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Voice Acting 101: Part 2 – Studio Equipment

What goes into a studio besides a microphone? Find out how soundproofing helps you get the right sounds.

Welcome back to the Voice Acting 101 series where we’ll be covering various aspects of voice acting and some of the technology behind it. In this edition of the series, we’ll be talking about studio equipment.

These also work if you’re interested in getting into podcasting and not just voice acting.


You don’t have to go out and purchase new headphones if you already have some, although having some specifically tuned for studio and audio production could be helpful.

I personally use the Logitech H390 headset for podcasting and doing some voiceovers from home. It’s comfortable, light, and costs between $69-89 on Amazon.

Sound Protection

Another great thing to have is some sort of sound barrier or protection for your microphone. Depending on the microphone you go with will depend on what type of barrier you buy. I have the Blue Yeti at home which is a good microphone currently being used by a lot of internet streamers and podcasters.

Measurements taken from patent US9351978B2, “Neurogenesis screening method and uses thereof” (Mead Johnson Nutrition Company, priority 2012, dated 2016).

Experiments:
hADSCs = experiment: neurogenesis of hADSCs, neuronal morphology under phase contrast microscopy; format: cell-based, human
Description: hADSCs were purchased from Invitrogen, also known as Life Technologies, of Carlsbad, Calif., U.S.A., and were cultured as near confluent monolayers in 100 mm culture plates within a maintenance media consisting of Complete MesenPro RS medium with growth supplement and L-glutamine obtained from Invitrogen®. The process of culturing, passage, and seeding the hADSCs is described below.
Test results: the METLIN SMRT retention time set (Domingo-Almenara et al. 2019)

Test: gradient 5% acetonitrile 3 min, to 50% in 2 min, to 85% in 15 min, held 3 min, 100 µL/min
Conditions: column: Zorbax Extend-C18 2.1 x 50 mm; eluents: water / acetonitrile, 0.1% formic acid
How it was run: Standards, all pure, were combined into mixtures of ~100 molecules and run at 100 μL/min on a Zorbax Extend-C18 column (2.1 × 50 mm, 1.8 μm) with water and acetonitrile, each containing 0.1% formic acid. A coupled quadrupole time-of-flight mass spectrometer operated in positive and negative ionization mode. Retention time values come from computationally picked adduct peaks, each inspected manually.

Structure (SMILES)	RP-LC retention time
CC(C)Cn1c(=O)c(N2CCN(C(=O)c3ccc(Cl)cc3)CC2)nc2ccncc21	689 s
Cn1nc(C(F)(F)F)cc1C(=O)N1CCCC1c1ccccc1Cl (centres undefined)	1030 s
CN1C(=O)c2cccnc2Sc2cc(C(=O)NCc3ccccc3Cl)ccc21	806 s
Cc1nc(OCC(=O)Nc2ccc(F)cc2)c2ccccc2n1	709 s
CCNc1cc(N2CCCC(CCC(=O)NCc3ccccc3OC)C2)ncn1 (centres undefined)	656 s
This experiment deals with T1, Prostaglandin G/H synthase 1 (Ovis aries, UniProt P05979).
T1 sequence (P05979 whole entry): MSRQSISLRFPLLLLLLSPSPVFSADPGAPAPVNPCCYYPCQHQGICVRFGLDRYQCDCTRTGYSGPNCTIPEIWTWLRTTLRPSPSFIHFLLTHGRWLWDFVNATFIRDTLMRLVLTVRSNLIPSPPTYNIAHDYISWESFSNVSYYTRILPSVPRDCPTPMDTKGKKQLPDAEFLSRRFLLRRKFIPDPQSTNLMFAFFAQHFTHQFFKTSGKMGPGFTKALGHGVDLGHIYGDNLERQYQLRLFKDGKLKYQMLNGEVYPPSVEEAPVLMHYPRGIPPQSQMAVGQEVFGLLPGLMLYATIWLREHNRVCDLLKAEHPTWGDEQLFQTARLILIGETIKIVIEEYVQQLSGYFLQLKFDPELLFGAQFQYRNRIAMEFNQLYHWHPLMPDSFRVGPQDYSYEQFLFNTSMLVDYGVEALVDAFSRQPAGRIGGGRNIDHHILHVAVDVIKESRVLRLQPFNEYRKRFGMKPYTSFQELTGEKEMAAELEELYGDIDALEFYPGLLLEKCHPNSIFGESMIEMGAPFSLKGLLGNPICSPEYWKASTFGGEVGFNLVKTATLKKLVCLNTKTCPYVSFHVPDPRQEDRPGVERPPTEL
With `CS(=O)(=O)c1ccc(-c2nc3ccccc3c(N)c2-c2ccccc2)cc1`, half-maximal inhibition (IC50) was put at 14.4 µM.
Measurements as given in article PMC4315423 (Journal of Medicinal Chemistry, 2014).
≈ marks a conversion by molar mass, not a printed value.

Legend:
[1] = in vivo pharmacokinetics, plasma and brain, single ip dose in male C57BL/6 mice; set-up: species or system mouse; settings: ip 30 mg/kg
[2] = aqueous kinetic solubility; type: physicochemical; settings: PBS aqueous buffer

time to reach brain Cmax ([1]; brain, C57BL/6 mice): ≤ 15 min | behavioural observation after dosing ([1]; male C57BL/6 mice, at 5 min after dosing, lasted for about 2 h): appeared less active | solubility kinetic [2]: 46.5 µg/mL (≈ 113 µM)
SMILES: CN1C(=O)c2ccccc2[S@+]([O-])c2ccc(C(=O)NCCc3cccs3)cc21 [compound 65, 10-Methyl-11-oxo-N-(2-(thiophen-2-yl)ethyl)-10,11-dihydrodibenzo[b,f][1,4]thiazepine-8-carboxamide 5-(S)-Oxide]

To protect my microphone from popping and other random sounds or noises, I use a combination of a pop filter and a furry windscreen.

Also, another item that is really important is soundproofing in the room. I don’t have the ability to do this right now but will write in another blog post about my progress building a soundproof booth at home using PVC and thick blankets. But if this isn’t an option for you, a nice filled closet that can dampen the sound around you is good. Also be sure to make sure you cannot hear something like a fridge, other people, air conditioning, fans, furnace, etc., while you are recording. Otherwise, these sounds will show up in the recording you perform in.

Stay tuned for the next post where we’ll discuss recording software. Until next time…